One side effect of being a storyteller is that by telling a story you disconnect your emotions from reality. A major event becomes just a story. This is a reason I didn’t want to write about Sandy The Storm and later – about Election Day.
The other reason I didn’t want to write about Sandy the Storm – it made a lot of people homeless, some people died, lots of people lost their property in the flood. How can I trivialize this event by writing about me being scared when Sandy the Storm shook my windows? I was lucky to clutch to my sweetheart and to the glass of sherry that we shared around 8 PM.
Maybe more interesting story is how does one continue working on her feature film when there are major physical obstacles (non-working subway, seriously leaking bathroom, threat of breaking windows and drawings getting wet), emotional/mental distress (checking weather reports, Facebook, political news every 5 minutes) and other distractions (unheatable studio, lack of water). But there is not much story to that, except that Rashidah was the first one to arrive to work on Wednesday bravely walking 60 blocks from Atlantic avenue. The trip from home to work took her 4 hours. Lucky Wendy got a car ride (before getting fuel was a problem) and arrived to work on Thursday. We worked through the weekend to make up for the lost time. Mike was stranded in faraway Queens and only made it on Monday.
The major mental problem I encountered was – There is so much misery around, I want to help but what can I do?!
A major decision had to be made – stop all the work on the film and volunteer or keep working.
Many people on Facebook were posting how they were helping the hard hit Far Rockaway community. I think if I had put my mind in it I would have found a ride to get there, but I just couldn’t decide. Do I stay at my studio and work pretending we are back to normal (and thus gently help my young assistants because work means no money for all of us) or let everyone go and volunteer for a week or more?
In the end the Motherly Streak in me won. I care for people, but now I know I care more for people I know.
To care for the people I don’t know on the Election Day I went to Philadelphia to help voters. I grew up in Soviet Union where your vote didn’t matter – 99,98 per cent of USSR population voted for Communist Party no matter what. The one time I had shown up at election polls I discovered there was only one choice on the ballot. For me as a new US citizen to be able to see the power of people / power of voting is amazing. I do know people here complain about having just two parties, or about candidates being bought by Big Money, or having no candidate that represents issues that are close to the complainer. But I have seen three different systems : 1) one party in USSR 2) 27 parties incorporated in one Parliament, in newly independent Latvia 3) two major parties in USA, and it looks to me the two parties system work just fine – no system is perfect and we the people have to make it better with our votes.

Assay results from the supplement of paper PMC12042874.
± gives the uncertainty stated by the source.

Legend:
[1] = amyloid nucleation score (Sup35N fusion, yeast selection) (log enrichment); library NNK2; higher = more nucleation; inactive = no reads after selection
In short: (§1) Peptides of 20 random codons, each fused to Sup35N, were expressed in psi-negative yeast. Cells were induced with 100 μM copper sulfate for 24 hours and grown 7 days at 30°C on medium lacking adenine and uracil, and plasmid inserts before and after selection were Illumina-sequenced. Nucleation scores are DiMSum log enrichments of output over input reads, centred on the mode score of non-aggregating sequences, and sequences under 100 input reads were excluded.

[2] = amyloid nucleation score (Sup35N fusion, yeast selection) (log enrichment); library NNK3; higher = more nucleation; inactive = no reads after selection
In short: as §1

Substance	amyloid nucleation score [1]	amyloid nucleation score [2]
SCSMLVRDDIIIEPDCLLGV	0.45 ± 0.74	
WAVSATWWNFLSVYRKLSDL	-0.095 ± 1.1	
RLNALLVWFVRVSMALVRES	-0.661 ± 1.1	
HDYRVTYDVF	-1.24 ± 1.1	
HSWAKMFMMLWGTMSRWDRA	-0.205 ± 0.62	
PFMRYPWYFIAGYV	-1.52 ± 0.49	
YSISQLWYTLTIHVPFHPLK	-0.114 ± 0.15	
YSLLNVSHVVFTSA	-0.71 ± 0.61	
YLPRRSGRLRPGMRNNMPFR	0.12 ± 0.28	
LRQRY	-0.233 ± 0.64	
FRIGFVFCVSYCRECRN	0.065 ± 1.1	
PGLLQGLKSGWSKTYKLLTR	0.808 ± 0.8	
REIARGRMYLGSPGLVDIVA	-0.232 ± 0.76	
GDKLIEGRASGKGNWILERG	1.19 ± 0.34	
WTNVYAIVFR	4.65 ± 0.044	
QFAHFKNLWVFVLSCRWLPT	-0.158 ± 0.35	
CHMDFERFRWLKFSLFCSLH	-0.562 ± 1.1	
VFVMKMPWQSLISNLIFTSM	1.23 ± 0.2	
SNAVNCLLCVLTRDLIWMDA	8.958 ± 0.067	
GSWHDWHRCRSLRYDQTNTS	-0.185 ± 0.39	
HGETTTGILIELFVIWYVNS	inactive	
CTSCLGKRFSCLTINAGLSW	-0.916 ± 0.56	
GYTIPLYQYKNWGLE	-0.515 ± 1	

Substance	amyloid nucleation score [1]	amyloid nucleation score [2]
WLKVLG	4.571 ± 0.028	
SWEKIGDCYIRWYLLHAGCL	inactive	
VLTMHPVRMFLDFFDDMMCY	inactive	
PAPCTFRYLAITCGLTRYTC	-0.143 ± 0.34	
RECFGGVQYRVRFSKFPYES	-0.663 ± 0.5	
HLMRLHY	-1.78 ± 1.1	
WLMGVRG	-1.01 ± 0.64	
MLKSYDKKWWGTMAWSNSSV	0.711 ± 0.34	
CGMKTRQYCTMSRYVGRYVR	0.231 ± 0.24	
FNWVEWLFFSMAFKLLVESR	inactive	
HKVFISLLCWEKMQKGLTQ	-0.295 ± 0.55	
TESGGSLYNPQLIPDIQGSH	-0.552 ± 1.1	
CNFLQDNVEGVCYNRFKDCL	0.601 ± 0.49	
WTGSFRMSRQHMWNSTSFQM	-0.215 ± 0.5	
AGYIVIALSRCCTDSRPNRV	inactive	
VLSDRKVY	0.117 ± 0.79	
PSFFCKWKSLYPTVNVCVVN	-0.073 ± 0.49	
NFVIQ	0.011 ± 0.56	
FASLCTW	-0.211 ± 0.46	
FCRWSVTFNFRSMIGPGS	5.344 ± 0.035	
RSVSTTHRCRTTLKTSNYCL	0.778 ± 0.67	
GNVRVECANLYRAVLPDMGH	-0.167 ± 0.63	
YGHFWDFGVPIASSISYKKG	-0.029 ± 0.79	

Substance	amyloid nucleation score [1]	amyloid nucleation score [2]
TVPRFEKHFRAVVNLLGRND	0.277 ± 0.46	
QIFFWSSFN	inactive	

Finally, yesterday Athena The Snowstorm hit us again, as if we didn’t have enough.
To sum it up – since we started the work on “Rocks In My Pockets” in January 2010 the project had to suffer through the following hinderances:
– having to move the studio from Manhattan to Brooklyn (the whole summer of 2011)
– earthquake (August 2011)
– hurricane Irene (August 2011)
– hurricane Sandy (October 2012)
Athena doesn’t make the list because it was just an insult to injury.
Each extreme weather event enters my studio through windows or leaking roof and it enters my mind. The mind, when it gets upset, is hard to calm down. It makes my eyes leak.